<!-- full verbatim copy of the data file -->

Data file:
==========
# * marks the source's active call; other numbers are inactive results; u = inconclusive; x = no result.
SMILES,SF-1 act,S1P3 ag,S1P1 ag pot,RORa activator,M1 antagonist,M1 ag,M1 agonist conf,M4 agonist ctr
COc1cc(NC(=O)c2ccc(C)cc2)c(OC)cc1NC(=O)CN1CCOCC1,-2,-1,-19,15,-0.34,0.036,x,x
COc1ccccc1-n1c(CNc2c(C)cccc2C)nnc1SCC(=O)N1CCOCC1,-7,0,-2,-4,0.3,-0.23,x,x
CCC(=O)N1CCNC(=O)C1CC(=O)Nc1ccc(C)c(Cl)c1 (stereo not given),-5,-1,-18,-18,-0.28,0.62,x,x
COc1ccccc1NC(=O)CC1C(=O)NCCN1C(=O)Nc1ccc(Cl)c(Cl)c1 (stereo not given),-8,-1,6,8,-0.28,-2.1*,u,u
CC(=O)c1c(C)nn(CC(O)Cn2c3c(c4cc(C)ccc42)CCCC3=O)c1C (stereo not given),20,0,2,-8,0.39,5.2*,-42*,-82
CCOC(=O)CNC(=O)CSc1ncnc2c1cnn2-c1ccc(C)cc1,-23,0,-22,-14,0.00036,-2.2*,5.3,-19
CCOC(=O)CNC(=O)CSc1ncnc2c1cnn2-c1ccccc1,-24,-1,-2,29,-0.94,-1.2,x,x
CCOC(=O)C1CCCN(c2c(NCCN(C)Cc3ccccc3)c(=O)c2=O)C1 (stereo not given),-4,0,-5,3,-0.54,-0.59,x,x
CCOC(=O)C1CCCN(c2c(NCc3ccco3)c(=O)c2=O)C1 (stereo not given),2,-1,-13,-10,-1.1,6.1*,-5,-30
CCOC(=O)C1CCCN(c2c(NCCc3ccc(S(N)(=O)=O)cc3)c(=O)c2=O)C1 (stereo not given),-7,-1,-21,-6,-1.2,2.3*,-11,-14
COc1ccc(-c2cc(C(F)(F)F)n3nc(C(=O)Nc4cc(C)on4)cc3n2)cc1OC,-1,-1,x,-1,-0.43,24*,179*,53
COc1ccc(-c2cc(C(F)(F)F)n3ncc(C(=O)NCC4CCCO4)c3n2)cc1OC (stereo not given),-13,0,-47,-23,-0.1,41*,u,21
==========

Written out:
# * marks the source's active call; other numbers are inactive results; u = inconclusive; x = no result.
SMILES,SF-1 act,S1P3 ag,S1P1 ag pot,RORa activator,M1 antagonist,M1 ag,M1 agonist conf,M4 agonist ctr
COc1cc(NC(=O)c2ccc(C)cc2)c(OC)cc1NC(=O)CN1CCOCC1,-2,-1,-19,15,-0.34,0.036,x,x
COc1ccccc1-n1c(CNc2c(C)cccc2C)nnc1SCC(=O)N1CCOCC1,-7,0,-2,-4,0.3,-0.23,x,x
CCC(=O)N1CCNC(=O)C1CC(=O)Nc1ccc(C)c(Cl)c1 (stereo not given),-5,-1,-18,-18,-0.28,0.62,x,x
COc1ccccc1NC(=O)CC1C(=O)NCCN1C(=O)Nc1ccc(Cl)c(Cl)c1 (stereo not given),-8,-1,6,8,-0.28,-2.1*,u,u
CC(=O)c1c(C)nn(CC(O)Cn2c3c(c4cc(C)ccc42)CCCC3=O)c1C (stereo not given),20,0,2,-8,0.39,5.2*,-42*,-82
CCOC(=O)CNC(=O)CSc1ncnc2c1cnn2-c1ccc(C)cc1,-23,0,-22,-14,0.00036,-2.2*,5.3,-19
CCOC(=O)CNC(=O)CSc1ncnc2c1cnn2-c1ccccc1,-24,-1,-2,29,-0.94,-1.2,x,x
CCOC(=O)C1CCCN(c2c(NCCN(C)Cc3ccccc3)c(=O)c2=O)C1 (stereo not given),-4,0,-5,3,-0.54,-0.59,x,x
CCOC(=O)C1CCCN(c2c(NCc3ccco3)c(=O)c2=O)C1 (stereo not given),2,-1,-13,-10,-1.1,6.1*,-5,-30
CCOC(=O)C1CCCN(c2c(NCCc3ccc(S(N)(=O)=O)cc3)c(=O)c2=O)C1 (stereo not given),-7,-1,-21,-6,-1.2,2.3*,-11,-14
COc1ccc(-c2cc(C(F)(F)F)n3nc(C(=O)Nc4cc(C)on4)cc3n2)cc1OC,-1,-1,x,-1,-0.43,24*,179*,53
COc1ccc(-c2cc(C(F)(F)F)n3ncc(C(=O)NCC4CCCO4)c3n2)cc1OC (stereo not given),-13,0,-47,-23,-0.1,41*,u,21